Lastarria

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  • Chile-Argentina
  • South America
  • Stratovolcano
  • Unknown - Evidence Credible
  • Country
  • Volcanic Region
  • Primary Volcano Type
  • Last Known Eruption
  • 25.168°S
  • 68.507°W

  • 5706 m
    18716 ft

  • 355120
  • Latitude
  • Longitude

  • Summit
    Elevation

  • Volcano
    Number

Most Recent Bulletin Report: February 2007 (BGVN 32:02) Cite this Report


Intense fumarolic emissions typical of activity since at least 1940

The rarely visited Lastarria has not erupted in historical time, but has displayed strong fumarolic activity (figure 1) for at least 67 years. This is the first Bulletin report ever issued on this volcano; it presents new images of the steaming edifice. On 2 February 2007, a group of scientists from the Servicio Nacional de Geología y Minería (SERNAGEOMIN) and the Corporación Nacional Forestal (CONAF) observed the fumarolic activity from a distance. The scientists were on a field trip to count flamingos and other Andean birds at Ramsar sites. The Ramsar Convention on Wetlands (http://www.ramsar.org/), named after a city in Iran, is an intergovernmental treaty that provides the framework for national action and international cooperation for the conservation and wise use of wetlands and their resources. The group noted steam plumes blowing NE at mid-day from ~ 47 km SW. Fumarolic gases were again seen, from ~ 35 km WSW, slowly moving down the W slope of the cone (figure 2). Steam plumes were seen intermittently throughout the afternoon.

Figure 1. Lastarria imaged by satellite on an unknown date. Fumaroles can be seen on the SW and SE crater rims. Crater width (E-W) is ~600 m. Courtesy of Google Earth and DigitalGlobe.
Figure 2. Photograph showing Lastarria from ~35 km WSW, 2 February 2007. Fumarolic gases can be seen rising above the cone and moving down the W flank. Courtesy of Héctor Cepeda.

Jose Antonio Naranjo, who has worked at Lastarria since 1983, is very familiar with its spectacular fumarolic activity. He confirmed that the observations of February 2007 reflect Lastarria's normal intense fumarolic emissions. Such activity has continued since at least 1940, when observed by Danko Slozilo. Naranjo noted that in 2007 he saw the same fumarole locations as those he observed in 1983 and in October 2002 (figure 3). The temperatures of these fumaroles were unchanged between 1983 and 2002.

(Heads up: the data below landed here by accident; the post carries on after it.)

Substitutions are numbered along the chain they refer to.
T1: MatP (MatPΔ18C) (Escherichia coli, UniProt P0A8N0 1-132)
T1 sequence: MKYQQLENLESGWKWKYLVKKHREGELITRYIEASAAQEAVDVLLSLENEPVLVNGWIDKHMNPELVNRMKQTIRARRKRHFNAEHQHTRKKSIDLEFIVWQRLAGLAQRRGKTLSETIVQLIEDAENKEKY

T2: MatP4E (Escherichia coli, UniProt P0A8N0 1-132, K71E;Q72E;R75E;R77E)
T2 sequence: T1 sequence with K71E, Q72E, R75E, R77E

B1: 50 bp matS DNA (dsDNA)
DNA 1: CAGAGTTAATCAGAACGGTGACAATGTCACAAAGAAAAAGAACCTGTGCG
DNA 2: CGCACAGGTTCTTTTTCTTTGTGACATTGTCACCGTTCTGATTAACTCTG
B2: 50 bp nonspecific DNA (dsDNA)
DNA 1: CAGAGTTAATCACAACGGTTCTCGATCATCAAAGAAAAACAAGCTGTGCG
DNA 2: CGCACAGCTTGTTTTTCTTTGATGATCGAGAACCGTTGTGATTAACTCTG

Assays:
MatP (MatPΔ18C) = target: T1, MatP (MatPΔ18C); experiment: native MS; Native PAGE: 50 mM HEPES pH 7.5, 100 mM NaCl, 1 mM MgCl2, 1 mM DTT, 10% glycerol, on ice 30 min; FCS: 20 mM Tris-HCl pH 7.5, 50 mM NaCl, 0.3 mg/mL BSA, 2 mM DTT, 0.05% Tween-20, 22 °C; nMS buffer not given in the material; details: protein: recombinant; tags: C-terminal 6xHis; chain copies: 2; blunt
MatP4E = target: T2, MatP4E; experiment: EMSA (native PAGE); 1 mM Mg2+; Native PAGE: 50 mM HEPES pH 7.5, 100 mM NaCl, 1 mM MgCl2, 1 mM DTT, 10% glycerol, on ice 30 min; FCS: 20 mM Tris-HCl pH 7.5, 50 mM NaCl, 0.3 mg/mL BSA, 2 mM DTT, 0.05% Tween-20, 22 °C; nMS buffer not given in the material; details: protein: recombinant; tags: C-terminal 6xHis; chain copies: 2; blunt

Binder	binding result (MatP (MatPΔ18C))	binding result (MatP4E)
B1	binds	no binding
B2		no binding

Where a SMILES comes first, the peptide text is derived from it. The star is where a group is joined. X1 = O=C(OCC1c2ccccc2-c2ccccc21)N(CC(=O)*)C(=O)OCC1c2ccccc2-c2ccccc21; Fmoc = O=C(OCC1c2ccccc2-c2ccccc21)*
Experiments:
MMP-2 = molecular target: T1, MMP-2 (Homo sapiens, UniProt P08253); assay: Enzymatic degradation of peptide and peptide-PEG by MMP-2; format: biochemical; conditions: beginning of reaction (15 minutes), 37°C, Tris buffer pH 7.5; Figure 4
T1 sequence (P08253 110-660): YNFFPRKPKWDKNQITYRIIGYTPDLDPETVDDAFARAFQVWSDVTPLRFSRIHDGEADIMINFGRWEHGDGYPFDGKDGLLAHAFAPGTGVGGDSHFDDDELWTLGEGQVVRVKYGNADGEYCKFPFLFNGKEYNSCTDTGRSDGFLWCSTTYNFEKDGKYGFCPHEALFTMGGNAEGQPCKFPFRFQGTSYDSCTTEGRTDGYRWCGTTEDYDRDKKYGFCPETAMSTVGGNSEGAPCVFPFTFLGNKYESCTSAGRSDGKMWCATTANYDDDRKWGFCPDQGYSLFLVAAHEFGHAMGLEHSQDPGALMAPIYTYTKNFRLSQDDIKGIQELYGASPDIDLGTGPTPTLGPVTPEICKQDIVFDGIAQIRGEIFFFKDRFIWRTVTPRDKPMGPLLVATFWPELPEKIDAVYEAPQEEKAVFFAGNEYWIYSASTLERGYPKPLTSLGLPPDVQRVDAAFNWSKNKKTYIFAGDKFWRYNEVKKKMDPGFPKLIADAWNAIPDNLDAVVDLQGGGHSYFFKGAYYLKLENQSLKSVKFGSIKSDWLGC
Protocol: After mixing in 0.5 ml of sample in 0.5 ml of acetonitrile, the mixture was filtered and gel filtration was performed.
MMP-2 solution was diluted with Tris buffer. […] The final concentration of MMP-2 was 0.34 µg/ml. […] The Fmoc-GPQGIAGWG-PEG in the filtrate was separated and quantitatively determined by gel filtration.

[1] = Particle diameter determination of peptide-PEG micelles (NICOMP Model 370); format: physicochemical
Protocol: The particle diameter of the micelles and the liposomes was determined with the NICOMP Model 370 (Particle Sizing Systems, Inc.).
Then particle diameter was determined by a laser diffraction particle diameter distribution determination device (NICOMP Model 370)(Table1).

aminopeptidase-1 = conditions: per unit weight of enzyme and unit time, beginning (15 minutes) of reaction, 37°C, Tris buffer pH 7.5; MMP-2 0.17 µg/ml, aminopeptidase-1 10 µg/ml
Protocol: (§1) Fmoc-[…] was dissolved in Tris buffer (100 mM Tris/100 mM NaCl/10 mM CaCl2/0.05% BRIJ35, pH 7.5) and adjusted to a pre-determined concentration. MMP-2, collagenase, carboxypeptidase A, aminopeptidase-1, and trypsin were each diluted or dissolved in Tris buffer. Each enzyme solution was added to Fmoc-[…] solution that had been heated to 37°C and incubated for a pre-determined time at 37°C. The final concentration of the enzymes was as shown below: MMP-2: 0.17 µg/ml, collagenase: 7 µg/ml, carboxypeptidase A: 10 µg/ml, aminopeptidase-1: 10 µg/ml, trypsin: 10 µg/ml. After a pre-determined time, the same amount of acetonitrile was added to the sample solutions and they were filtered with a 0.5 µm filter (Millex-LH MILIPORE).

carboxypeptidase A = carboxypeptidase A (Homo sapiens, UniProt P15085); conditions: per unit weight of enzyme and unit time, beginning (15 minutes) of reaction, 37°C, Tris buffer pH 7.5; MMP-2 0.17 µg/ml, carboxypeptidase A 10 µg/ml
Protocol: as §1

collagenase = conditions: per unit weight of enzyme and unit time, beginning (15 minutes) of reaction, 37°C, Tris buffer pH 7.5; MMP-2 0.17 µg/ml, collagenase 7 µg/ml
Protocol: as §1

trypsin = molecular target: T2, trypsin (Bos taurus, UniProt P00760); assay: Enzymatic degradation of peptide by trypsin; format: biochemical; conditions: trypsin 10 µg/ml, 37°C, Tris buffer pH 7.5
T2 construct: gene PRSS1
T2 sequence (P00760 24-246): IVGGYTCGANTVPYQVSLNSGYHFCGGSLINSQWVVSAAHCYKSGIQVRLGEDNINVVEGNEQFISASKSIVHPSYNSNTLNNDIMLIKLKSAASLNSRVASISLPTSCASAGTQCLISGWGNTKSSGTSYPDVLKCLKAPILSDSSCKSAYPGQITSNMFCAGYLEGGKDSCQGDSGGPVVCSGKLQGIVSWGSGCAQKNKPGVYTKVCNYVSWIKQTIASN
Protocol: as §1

Figure 3. Photograph of the Lastarria cone showing the lava dome overlapping the N crater rim and fumaroles along the rim, October 2002. View is from the N. Courtesy of Jose Antonio Naranjo.

References. Naranjo, J.A., 1985, Sulphur flows at Lastarria volcano in the North Chilean Andes: Nature, v. 313, no. 6005, p. 778-780.

Naranjo, J.A., 1986, Geology and evolution of the Lastarria volcanic complex, north Chilean Andes: Unpublished M Phil. Thesis, The Open University, England, 157 p.

Naranjo, J.A., and Francis, P., 1987, High velocity debris avalanche at Lastarria volcano in the north Chilean Andes: Bull. Volcanol., v. 49, p. 509-514.

Naranjo, J.A., 1988, Coladas de azufre de los volcanes Lastarria y Bayo en el norte de Chile: reologia, genesis e importancia en geologia planetaria: Revista Geologica de Chile, v. 15, no. 1, p. 3-12.

Naranjo, J.A., 1992, Chemistry and petrological evolution of Lastarria volcanic complex in the north Chilean Andes: Geol. Magazine, v. 129, p. 723-740.

Information Contacts: Héctor Cepeda and Margaret Mercado, Servicio Nacional de Geología y Minería (SERNAGEOMIN), Chile (Email: mapuchito@yahoo.com, margaretmw@yahoo.com); Jorge Carabantes, Cristian Rivera, Eric Díaz, and Juan Soto, Corporación Nacional Forestal (CONAF), Chile (Email: jcaraban@conaf.cl, cristian.rivera@conaf.cl, ericdiaz@conaf.cl, jsotov@conaf.cl); Jose Antonio Naranjo, Volcano Hazards Programme, Servicio Nacional de Geologia y Mineria, Chile (Email: jnaranjo@sernageomin.cl).

The Global Volcanism Program has no Weekly Reports available for Lastarria.

Bulletin Reports - Index


Reports are organized chronologically and indexed below by Month/Year (Publication Volume:Number), and include a one-line summary. Click on the index link or scroll down to read the reports.

02/2007 (BGVN 32:02) Intense fumarolic emissions typical of activity since at least 1940




Information is preliminary and subject to change. All times are local (unless otherwise noted)


February 2007 (BGVN 32:02) Cite this Report


Intense fumarolic emissions typical of activity since at least 1940